For example, I use “Children’s Literature Bingo” to get to know my ENG 170 students’ interests in children’s literature and media, but also their likes and dislikes when it comes to reading and writing. Here’s the list of prompts I project on the screen when my students play this game (this icebreaker is also described in this blog post about teaching tips).
With this game, I try to save time at the end so we can start comparing notes on our various likes and dislikes when it comes to children’s literary texts and related topics. My students tend to get very passionate about their Disney preferences, and I’m always happy to see them get invested in an icebreaker that actually relates to our class subject.You can also design icebreakers to help you get to know your students' interests in your class topics or their knowledge of certain class concepts or skills. #highered Click To Tweet
Part 2: Icebreakers for Large Groups
The following icebreaker activities can work for a variety of class sizes, including classes with hundreds of students.
Design a Kahoot Survey
Kahoot is a great website to use for icebreakers for large class sizes, since students just need a mobile device to use it. With wifi available on college campuses, they shouldn’t even need to use their data to play. You’ll need to do the prep work of creating survey questions to ask them, but that shouldn’t take long. The questions are also limited by character and by number of answers (4), so keep that in mind.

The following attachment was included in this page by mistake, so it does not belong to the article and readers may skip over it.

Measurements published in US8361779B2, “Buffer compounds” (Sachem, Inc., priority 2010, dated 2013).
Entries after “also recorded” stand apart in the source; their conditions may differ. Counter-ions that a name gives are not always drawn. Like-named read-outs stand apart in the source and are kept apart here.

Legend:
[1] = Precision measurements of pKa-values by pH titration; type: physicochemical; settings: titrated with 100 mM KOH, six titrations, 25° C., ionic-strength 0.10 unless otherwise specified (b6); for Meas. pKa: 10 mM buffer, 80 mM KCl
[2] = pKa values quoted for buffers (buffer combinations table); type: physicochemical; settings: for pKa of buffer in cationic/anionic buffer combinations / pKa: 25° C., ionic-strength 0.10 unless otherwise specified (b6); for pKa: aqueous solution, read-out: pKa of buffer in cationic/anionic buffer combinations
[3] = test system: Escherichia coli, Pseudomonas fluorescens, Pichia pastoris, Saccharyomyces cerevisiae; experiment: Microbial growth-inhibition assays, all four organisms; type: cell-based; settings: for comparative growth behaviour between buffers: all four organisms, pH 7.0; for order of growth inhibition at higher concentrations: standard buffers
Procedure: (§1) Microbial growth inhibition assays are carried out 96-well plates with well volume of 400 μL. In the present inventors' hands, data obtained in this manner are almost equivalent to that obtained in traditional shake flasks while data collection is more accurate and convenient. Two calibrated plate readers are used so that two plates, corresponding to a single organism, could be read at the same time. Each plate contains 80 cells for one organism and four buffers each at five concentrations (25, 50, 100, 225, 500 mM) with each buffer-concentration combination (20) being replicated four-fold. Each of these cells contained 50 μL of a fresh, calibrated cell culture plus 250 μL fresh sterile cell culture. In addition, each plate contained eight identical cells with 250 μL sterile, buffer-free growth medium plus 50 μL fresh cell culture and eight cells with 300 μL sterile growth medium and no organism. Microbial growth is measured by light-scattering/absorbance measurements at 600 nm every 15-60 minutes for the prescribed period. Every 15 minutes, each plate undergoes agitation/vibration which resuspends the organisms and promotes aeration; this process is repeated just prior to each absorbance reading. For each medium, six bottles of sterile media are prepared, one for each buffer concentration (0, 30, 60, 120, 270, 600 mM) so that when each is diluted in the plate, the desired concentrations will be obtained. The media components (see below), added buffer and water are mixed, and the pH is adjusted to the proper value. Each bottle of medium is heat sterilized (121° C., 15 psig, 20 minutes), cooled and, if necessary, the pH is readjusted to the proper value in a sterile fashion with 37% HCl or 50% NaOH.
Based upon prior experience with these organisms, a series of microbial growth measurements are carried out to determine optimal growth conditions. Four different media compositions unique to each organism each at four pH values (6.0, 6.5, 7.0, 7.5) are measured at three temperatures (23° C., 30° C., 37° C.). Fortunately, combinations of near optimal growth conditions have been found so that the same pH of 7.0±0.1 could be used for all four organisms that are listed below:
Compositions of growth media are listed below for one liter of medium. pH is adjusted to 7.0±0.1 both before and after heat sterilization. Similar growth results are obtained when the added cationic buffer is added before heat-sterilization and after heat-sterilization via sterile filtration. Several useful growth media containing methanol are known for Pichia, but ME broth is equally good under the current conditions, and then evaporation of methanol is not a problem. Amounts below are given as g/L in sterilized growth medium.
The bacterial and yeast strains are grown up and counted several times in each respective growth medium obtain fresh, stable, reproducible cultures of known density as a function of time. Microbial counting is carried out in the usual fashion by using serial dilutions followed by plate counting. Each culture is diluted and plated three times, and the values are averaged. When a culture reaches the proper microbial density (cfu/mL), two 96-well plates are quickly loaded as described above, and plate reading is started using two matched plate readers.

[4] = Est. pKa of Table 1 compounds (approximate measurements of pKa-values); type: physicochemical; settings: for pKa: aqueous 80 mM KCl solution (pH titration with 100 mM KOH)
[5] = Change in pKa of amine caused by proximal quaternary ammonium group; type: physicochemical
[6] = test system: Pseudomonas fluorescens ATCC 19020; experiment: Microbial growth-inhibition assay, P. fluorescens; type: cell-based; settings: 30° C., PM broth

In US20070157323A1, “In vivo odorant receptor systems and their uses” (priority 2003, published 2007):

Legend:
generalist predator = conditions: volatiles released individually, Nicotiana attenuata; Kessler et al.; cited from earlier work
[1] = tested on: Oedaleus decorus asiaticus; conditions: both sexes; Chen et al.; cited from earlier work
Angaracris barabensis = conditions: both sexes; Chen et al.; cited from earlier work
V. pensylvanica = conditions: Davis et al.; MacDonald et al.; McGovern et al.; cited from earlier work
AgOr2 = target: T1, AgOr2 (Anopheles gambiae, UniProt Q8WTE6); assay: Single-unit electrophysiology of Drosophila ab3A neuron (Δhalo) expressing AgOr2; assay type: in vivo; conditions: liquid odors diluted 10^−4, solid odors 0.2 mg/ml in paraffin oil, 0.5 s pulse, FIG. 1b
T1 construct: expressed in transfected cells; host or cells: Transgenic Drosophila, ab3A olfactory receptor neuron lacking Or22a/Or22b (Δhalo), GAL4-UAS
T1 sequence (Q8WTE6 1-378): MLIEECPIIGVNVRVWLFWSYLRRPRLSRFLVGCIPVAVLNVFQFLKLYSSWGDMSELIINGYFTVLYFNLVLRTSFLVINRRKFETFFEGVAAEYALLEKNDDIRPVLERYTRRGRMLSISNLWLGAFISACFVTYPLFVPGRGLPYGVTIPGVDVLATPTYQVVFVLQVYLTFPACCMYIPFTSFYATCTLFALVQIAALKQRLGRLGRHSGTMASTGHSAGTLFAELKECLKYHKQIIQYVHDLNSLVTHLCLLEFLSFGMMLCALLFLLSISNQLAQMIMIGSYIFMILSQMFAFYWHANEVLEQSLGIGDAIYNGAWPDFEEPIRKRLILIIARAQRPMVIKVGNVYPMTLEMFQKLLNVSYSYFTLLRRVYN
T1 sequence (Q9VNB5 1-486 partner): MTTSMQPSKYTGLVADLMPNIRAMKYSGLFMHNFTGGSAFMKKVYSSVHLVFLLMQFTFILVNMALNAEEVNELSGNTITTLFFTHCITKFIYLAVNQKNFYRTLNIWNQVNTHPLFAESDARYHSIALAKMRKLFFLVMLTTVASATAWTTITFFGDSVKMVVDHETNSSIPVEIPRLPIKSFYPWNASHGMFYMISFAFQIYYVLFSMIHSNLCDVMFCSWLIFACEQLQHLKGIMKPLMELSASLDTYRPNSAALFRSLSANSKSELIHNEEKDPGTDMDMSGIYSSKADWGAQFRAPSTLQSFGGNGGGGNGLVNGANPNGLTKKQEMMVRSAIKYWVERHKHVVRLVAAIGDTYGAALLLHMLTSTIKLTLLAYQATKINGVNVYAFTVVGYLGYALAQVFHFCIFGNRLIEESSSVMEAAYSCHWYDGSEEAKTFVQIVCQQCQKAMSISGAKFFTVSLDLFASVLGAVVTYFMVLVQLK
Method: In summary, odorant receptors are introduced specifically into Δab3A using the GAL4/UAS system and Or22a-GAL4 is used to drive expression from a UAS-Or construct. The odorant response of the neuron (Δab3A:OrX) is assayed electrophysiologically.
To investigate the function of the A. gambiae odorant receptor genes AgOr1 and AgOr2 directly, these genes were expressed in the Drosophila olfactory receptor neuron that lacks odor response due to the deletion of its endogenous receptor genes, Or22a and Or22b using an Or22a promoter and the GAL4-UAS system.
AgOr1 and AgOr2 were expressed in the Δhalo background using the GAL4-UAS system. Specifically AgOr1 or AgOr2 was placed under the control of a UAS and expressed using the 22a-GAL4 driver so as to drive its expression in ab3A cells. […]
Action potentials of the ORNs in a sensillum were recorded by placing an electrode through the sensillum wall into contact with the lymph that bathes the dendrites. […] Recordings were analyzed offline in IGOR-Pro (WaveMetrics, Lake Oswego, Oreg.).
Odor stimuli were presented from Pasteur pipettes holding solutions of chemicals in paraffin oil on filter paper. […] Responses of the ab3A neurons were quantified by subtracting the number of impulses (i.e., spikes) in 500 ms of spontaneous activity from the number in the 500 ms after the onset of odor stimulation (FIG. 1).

I talk about using Kahoot in regular class activities in this post about class discussion designs. But you can also use it to create your own icebreaker for a really large class, since it tallies up for you how many respondents picked each answer. So, for example, let’s say you ask a question like, “Which of these movie genres is your favorite? A. Horror. B. Science Fiction. C. Comedy. D. Drama.” Rather than having to count raised hands, students just tap their answer on their phones and those answers are then tallied by Kahoot and projected on the classroom projection screen or your computer.